# Can this be considered the Newton's rings?

It can be made by pointing a laser pointer directly to a mirror at low angle and observing the reflection behind the laser pointer. No convex or concave lens needed unlike the Newton's ring experiment we know.

So far, Newton's ring experiments and theories I read only involves a combination of concave and convex lenses, as Wikipedia says: Newton's rings is a phenomenon in which an interference pattern is created by the reflection of light between two surfaces—a spherical surface and an adjacent touching flat surface. The pattern is created by placing a very slightly convex curved glass on an optical flat glass. The two pieces of glass make contact only at the center, at other points there is a slight air gap between the two surfaces, increasing with radial distance from the center.

None of Newton's ring theories I read in Wikipedia or somewhere else involves a laser pointer and a mirror. Is there the same fundamental physics involved in both experiments? Or could it be a completely different thing?

• That's a remarkable picture, a textbook example of Newton's rings! Perhaps the mirror has a tiny curvature? How does it change if you vary where on the mirror you hit? – knzhou Mar 17 '19 at 2:03
• As you move the mirror or laser pointer slightly, the pattern moves inward or outward like the waves on water after you throw a rock to it. You can try it yourself using a higher power green laser. 5mw ordinary red laser also work but you need a dark room. Any flat mirrors should work. – Yudhi G. Mar 17 '19 at 4:10
• The pattern position is exactly halfway between the laser pointer and the laser reflection. – Yudhi G. Mar 17 '19 at 4:24
• ^ If you have the dot separate of the pattern then it certainly isn't the aperture diffraction. – dmckee --- ex-moderator kitten Mar 17 '19 at 4:37
• I've already tried with different mirrors no matter how clean or dirty they are. I've also tried it with different laser color. Same result. Those rings keeps appear. Dirty mirror won't make a perfect circular patterns or even imitate the Newton's ring. – Yudhi G. Mar 17 '19 at 16:08

The rings are probably not "Newton's rings", though of course they are a related phenomenon. Probably they are due to scatter at the front and back surfaces of the mirror.

In effect, light scattered from the front surface acts as a point source. Light scattered from the back surface will also act as a point source. The interference from two point sources, close together and pretty much in line with each other, results in a pattern like that in your photo.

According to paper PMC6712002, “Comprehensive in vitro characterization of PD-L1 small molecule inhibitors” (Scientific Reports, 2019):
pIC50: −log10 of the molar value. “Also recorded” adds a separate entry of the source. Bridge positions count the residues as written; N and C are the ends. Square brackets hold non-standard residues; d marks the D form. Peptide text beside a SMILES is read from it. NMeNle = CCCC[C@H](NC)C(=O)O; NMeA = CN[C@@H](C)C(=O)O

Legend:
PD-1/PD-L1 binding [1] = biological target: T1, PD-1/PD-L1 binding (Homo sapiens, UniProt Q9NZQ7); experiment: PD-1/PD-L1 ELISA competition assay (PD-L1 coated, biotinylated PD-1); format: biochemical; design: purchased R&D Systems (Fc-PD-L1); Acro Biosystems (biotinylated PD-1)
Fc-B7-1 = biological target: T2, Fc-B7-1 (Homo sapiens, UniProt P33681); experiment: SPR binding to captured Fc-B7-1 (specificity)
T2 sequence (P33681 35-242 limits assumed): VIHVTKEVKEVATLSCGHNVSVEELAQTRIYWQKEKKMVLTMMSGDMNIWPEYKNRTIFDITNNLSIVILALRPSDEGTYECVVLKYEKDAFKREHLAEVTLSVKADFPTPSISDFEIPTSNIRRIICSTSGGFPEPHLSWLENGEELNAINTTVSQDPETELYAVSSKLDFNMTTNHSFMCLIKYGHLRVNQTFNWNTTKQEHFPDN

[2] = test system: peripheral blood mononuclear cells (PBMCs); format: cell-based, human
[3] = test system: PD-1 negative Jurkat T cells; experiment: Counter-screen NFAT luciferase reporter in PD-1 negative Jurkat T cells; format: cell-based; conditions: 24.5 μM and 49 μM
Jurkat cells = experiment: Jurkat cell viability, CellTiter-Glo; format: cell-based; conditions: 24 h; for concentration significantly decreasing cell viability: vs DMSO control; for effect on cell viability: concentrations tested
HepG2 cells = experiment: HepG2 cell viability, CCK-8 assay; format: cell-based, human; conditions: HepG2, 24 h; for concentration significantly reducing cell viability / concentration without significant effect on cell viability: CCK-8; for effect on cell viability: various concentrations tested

I'd guess that if you examine the pattern closely you'll see that it is composed of speckles, which would support the idea that it's due to scatter from those surfaces.

My guess is you have Newton’s rings due to intrinsic wavefront curvature in your laser beam. Interference between the curved wavefront reflecting from the front and rear surfaces of the glass gives you concentric rings. If everything were perfectly parallel, the interference would coincide with the reflected laser spot, so my guess is that your first glass surface is slightly non-parallel with the metallized surface.

In the textbook example, there is a collimated beam, and wavefront curvature is introduced by a curved surface. In your case, your laser is not quite collimated, so there is intrinsic wavefront curvature. Thus, you can see circular interference fringes with flat surfaces.

• That's what I'm thinking. The length of the non-perfectly collimated laser beam acts as a radius of the curved wavefront. Thus, the front of the beam acts as if it is the curved surface of the convex lens sitting on a flat glass surface, or in my case, a mirror. – Yudhi G. Mar 28 '19 at 4:28

$$\let\d=\delta \let\lam=\lambda \let\th=\theta \def\half{{\textstyle {1 \over 2}}}$$ I'm leaning towards @S.McGrew's proposal, although there are some points I haven't fully understood. I want to suggest a little computation you could test through some measurements.

Let's define

• $$S$$ distance screen-mirror

• $$L$$ distance laser-mirror

• $$t$$ mirror thickness

• $$n$$ index of refraction of mirror glass

• $$\lam$$ wavelength.

Neglecting reflection angle (this is a weak point I've still to explore) you have two virtual images of laser source. The first I$$_1$$ coming from reflection on the front surface of glass, is placed at a distance $$S+L$$ from screen. The second I$$_2$$ (reflection on the rear, metal surface of mirror) would be at a distance $$S+L+2t$$, but as far as optical path is concerned it must be treated as if it were at a distance $$S+L+2nt$$.

Consider a point P on the screen, at a distance $$r$$ from centre C of fringe pattern. Let $$\th$$ be the angle CI$$_1$$P so that $$r = (S+L)\,\tan\th \simeq (S+L)\,\th.$$ The difference between the optical paths from I$$_2$$ to P and from I$$_1$$ to P is $$\d \simeq 2\,n\,t\,\cos\th \simeq 2\,n\,t\,(1 - \half\,\th^2).$$

If for $$\th=0$$ (P=C) $$\d$$ is a multiple of $$\lam$$ $$2\,n\,t = k\,\lam \qquad \hbox{k\ integer}$$ we'll have a maximum in C. The other maxima will be at $$\d = 2\,n\,t\,(1 - \half\,\th^2) = (k-k')\,\lam \qquad \hbox{k'\ integer}$$ $$\th = \sqrt{k' \lam \over n\,t}$$ $$r = (S+L)\,\sqrt{k' \lam \over n\,t}$$

You could easily test the last formula. A similar formula holds for minima.